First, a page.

Concert Review: A Night To Remember
The 13th of November boasted a night which had much to remember, provided by the people of Derwent Brass - a band returning in fine form, with their 18 month covid-hiatus seemingly a distant memory.
Playing to a hall filled with over 200 of their home crowd in St. Peter’s Church, Belper - just a stone’s throw from their rehearsal venue - the band struck up, cornets stood antiphonally, projecting the grand sounds of Tom Davoren’s Phoenix Rising, to the very back of the room and beyond. This was a performance filled with excitement and metaphorical overtones of the ensemble returning from lockdown and the audience captivated, so receptive, clearly eager to hear their local band once again.
Derwent went on to then perform a themed programme - Musica De Los Muertos - fresh from attending two contest festivals this year, becoming Entertainment Champions at both, featuring this very set. The suite featured tunes we all know - Mussorgsky’s Night on Bald Mountain, Dvorak’s Song to the Moon, The Sorcerer’s Apprentice, I Put a Spell on You, and Saint-Saëns’ Danse Macabre - but all cleverly reworked by Music Director Jack Capstaff into big band charts that wouldn’t be out of place in a Dave Brubeck or Gordon Goodwin set. A very innovative and engaging set of music which was well presented by a band who clearly enjoy this genre, including soloists Cat Johnston, Graham Johnson, and Dave Neville.
In an about turn, the band led the audience to the interval with a performance of George Butterworth’s A Shropshire Lad. In a delicate orchestral rhapsody which has been well translated for Brass band by Duncan Wilson, Derwent displayed their sonorous brass band sounds and more delicate melodic capabilities in a dramatic, yet thought provoking account of this perhaps underperformed work.
In this new age of concerts, it must be noted that the evening was also well managed from a covid perspective, with the support of the local Derbyshire Army Cadet Force detatchment ensuring sensibility and safety in the large numbers attending the event.
In the second set titled 'Heroes', Derwent Brass paid tribute not only to the Royal British Legion’s 100 year anniversary, and to all those who have lost their lives in conflict, but also to those heroes who have helped us throughout the past 2 years, and continue to do so. Opening with John Williams' Summon the Heroes before a poignant and emotional performance of Tom Davoren’s Legacy, written in 2018, celebrating 60 years of Aneurin Bevan establishing the NHS.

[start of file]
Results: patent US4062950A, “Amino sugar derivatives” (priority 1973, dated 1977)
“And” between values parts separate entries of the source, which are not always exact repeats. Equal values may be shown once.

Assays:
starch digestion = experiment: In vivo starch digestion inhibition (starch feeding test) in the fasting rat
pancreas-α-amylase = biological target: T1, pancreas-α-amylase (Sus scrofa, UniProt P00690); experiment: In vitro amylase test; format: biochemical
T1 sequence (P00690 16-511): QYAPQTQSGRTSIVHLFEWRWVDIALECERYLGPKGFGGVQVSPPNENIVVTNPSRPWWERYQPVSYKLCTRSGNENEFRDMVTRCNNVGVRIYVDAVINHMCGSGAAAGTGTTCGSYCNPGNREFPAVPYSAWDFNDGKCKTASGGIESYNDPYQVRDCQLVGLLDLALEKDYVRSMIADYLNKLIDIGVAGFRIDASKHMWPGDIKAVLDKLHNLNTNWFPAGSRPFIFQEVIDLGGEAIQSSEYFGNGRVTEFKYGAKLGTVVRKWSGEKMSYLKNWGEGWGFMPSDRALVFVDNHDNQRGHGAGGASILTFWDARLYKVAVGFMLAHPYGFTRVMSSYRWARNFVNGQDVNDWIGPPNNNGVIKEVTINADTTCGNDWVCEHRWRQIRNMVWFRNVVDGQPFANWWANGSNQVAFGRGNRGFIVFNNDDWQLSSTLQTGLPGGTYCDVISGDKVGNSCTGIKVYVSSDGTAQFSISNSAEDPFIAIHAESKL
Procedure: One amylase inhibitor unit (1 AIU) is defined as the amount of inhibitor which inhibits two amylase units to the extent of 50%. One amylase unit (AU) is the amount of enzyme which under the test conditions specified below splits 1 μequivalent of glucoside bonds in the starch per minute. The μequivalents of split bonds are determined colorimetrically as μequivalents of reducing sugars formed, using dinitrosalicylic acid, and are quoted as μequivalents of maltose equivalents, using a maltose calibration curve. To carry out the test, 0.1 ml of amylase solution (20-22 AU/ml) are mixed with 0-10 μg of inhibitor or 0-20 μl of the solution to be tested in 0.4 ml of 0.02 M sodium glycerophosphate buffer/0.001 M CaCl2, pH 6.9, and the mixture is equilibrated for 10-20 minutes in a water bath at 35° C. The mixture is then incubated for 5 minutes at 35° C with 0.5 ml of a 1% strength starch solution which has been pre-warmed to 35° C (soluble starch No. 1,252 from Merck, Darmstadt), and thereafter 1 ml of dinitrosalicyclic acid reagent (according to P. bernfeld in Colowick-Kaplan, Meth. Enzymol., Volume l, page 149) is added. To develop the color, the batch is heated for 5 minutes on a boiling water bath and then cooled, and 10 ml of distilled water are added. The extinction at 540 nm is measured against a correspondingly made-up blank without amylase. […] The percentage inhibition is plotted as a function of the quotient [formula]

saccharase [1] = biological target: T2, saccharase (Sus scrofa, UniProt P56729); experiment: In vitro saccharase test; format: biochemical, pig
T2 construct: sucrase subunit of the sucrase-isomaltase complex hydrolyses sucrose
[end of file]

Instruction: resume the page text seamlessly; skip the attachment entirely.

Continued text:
Evocative audio visual, with veteran accounts and poems, intersected a rendition of Nimrod which guaranteed to pull at the heartstrings, followed by Karl Jenkins’ For the Fallen which accompanied the standards of the Royal British Legion Belper Club progressing through the aisles in a musical climax, before lowering to the closing notes of the last post.
After a silence which filled the room, principal cornet David Neville sounds the reveille, which lead into Sunset Serenade by Thomas Doss accompanied by those famous words of Binyon: "At the going down of the sun and in the morning, we will remember them”. This relatively recent work was a personal highlight of the evening, beautifully written and research since has proven it to be quite apt for the occasion being: "...a tribute by the composer to a music colleague, whose life was unexpectedly cut short. In spite of the sad circumstances of its creation, the music reflects overwhelmingly happy memories and thoughts of gratitude for timespent together and shared experiences. The overall peaceful nature of this composition symbolises a reconciliation with, and acceptance of, the transient nature of man."
The finale from Mahler’s Second Symphony The Resurrection, filled with metaphor and musical content, allowed the band to open the ballasts one last time for a climax to an evening of contemplation. Music Director Jack Capstaff worked every ounce from his players to deliver a grand sound which filled the room with so much pathos yet hope, in an edition expertly arranged for brass band by Philip Harper.
A communal hymn, with Philip Wilby’s powerful setting of Abide with Me was followed by the The British Legion March which was well-received in the proceedings providing a true sense of community and comradery on this, the 100th anniversary of the Royal British Legion.
Derwent Brass displayed fine form with a programme of so varied style and genre, performed with class and sensitivity that took the audience on both a musical and emotional journey. It truly lived up to the event’s title, and proved an evening that will not soon be forgotten.
(Review submitted by John Palmer)